Noticias y Comentarios de interés para los Amigos de la Antártida

lunes, marzo 28, 2005

Descubren antigua pintura antartica de 230 años...

Mystery Surrounds Newly Discovered Antarctica Oil Painting
Painting On Display At Yale Until April 24

POSTED: 2:01 pm EST March 24, 2005
UPDATED: 2:17 pm EST March 24, 2005

NEW HAVEN, Conn. -- As art restorers in London inspected a 230-year-old painting by master landscape artist Thomas Hodges, they noticed the canvas was thicker in some areas than others.
Using an X-ray machine, they peered behind the lush greens of New Zealand and discovered the oldest known painting of Antarctica.

The X-ray revealed two icebergs, painted during Captain James Cook's historic expedition below the Antarctic circle.

Until the National Maritime Museum in London made the discovery last year, historians believed that only sketches of the frozen continent had been produced.

"In the history of art, there's nothing comparable," said Angus Trumble, curator at the Yale Center for British Art, where the Hodges painting and the accompanying X-ray are on temporary display for their only United States appearance.

The discovery ignited a discussion over why Hodges endured frigid temperatures, fog and wind to capture the first image of the frozen continent, only to paint over it months later.

Cook had set out in 1772 to discover "Terra Australis Incognita," the mythical southern continent. Hodges was aboard the HMS Resolution to document the voyage, on which Cook spent nearly four months circumnavigating Antarctica.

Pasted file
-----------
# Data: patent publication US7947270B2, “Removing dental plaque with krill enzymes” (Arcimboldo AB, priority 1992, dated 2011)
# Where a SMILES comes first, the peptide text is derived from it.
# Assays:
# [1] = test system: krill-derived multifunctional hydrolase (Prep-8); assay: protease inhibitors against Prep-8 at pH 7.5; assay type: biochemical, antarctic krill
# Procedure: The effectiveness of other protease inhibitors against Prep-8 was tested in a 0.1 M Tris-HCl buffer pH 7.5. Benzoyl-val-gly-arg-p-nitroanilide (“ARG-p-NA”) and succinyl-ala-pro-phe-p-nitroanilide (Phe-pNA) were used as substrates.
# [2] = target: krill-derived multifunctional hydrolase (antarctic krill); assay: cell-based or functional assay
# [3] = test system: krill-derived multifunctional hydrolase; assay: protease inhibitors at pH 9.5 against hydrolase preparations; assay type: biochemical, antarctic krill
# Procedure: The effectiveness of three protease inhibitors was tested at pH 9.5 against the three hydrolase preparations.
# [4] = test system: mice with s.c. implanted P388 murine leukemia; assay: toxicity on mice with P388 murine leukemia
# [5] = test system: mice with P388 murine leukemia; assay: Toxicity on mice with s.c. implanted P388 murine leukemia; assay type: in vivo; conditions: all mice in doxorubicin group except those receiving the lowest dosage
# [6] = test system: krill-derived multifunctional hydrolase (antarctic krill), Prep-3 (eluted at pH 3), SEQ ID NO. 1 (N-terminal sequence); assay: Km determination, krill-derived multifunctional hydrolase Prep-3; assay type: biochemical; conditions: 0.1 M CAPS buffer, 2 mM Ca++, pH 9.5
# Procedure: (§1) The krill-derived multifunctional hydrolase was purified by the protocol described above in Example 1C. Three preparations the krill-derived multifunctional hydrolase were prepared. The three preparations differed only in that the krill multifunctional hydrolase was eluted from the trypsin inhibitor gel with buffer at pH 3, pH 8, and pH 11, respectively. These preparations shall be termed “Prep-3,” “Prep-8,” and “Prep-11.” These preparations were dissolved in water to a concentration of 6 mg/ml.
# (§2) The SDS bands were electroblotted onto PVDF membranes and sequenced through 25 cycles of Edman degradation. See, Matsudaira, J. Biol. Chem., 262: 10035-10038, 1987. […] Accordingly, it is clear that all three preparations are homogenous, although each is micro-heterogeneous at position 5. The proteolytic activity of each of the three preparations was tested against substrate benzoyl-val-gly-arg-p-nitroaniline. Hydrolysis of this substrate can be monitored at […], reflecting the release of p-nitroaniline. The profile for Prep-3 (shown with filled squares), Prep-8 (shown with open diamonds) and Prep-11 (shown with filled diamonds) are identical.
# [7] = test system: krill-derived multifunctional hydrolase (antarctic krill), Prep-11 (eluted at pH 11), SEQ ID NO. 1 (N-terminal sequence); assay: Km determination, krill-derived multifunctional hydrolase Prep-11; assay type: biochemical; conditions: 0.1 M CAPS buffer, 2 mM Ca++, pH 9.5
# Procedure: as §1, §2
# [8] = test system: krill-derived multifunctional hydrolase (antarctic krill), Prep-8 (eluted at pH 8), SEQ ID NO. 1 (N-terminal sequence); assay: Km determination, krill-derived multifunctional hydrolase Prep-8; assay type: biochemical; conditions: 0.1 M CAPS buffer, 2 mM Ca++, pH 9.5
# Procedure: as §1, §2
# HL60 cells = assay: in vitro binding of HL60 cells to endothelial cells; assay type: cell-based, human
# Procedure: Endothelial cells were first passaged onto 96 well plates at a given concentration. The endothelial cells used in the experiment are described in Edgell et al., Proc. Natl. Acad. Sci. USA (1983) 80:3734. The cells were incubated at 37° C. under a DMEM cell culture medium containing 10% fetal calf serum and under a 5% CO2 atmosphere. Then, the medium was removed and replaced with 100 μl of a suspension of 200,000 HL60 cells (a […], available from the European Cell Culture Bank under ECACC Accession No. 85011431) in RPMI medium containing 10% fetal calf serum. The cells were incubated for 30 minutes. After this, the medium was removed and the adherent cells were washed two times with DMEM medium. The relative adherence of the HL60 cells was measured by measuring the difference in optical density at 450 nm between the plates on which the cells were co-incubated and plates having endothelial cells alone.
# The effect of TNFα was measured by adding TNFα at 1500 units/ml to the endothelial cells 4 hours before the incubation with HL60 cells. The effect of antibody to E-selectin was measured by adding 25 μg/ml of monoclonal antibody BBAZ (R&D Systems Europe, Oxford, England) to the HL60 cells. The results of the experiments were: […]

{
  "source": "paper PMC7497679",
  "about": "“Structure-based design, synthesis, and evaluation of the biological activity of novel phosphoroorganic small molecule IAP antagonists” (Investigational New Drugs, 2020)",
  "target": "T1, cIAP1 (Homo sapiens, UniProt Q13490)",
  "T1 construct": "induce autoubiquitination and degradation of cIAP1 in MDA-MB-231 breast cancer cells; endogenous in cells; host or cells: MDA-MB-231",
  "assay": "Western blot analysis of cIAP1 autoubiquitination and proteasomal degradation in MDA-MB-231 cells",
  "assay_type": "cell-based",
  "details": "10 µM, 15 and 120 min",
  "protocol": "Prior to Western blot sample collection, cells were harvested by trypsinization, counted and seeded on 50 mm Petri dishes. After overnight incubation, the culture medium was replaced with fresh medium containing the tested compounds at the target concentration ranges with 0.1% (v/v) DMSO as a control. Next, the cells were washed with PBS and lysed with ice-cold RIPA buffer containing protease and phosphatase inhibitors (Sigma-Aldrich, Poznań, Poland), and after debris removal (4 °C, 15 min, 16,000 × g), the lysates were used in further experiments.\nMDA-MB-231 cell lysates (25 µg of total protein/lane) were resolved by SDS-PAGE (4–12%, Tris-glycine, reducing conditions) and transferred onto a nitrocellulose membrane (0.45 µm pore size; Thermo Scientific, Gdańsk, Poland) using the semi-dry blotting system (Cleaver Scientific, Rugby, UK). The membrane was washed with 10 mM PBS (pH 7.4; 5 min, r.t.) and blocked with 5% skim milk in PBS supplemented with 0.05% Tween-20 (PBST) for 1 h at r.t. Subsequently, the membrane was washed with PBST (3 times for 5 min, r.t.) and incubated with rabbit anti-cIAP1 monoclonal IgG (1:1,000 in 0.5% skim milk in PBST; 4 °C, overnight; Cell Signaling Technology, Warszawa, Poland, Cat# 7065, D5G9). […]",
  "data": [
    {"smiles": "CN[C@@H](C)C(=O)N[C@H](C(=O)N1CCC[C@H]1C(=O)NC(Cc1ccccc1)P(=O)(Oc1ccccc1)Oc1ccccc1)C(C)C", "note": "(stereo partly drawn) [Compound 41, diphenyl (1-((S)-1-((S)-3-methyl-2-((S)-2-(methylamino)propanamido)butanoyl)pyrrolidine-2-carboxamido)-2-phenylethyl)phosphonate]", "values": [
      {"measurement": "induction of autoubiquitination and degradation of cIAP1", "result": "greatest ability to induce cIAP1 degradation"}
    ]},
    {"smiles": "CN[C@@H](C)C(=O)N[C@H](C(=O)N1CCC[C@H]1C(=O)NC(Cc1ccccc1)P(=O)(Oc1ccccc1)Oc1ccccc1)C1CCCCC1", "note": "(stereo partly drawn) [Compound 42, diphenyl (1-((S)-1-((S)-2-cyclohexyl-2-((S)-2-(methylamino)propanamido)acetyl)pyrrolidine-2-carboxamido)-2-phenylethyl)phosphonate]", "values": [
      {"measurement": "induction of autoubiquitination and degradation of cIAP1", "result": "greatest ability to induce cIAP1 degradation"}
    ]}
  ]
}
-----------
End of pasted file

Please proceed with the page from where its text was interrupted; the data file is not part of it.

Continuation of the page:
"It put the final nail in the coffin that there wasn't a big land mass there suitable for commercial exploitation," said Brian Sandford, head of the U.S. chapter of the Captain Cook Society.

Painting the polar landscape would have made sense, experts agree, as it had never been seen before. And forensic analysis showed that Hodges took the time to complete the work.

Yet when the Resolution left Antarctica and made its first stop in New Zealand, Hodges immediately turned on his iceberg canvas and painted his "View in Pickersgill Harbour, Dusky Bay Sound, New Zealand."

One theory is that the brutal weather destroyed some of Hodge's supplies, forcing him to reuse a canvas. Others suggest the bleak polar landscape didn't fit the popular style.

"Perhaps he said, 'Who paints icebergs?'" said Isabel Stuebe, a Hodges biographer and scholar. "It wouldn't have met the standards for classic landscape composition. There was nothing in the foreground. It was more of a record of something as a scene rather than an artistic composition."

Or maybe four months in Antarctic waters were enough to make Hodges want to erase the artistic record of such a a perilous voyage.

"In a way, it's very understandable for Hodges to immediately be determined to paint this lush safe haven of New Zealand," said Trumble.

The painting, which is part of the traveling exhibit "William Hodges, 1744-1797: The Art of Exploration," is on display at Yale until April 24. It then moves to the Auckland Art Gallery in New Zealand.


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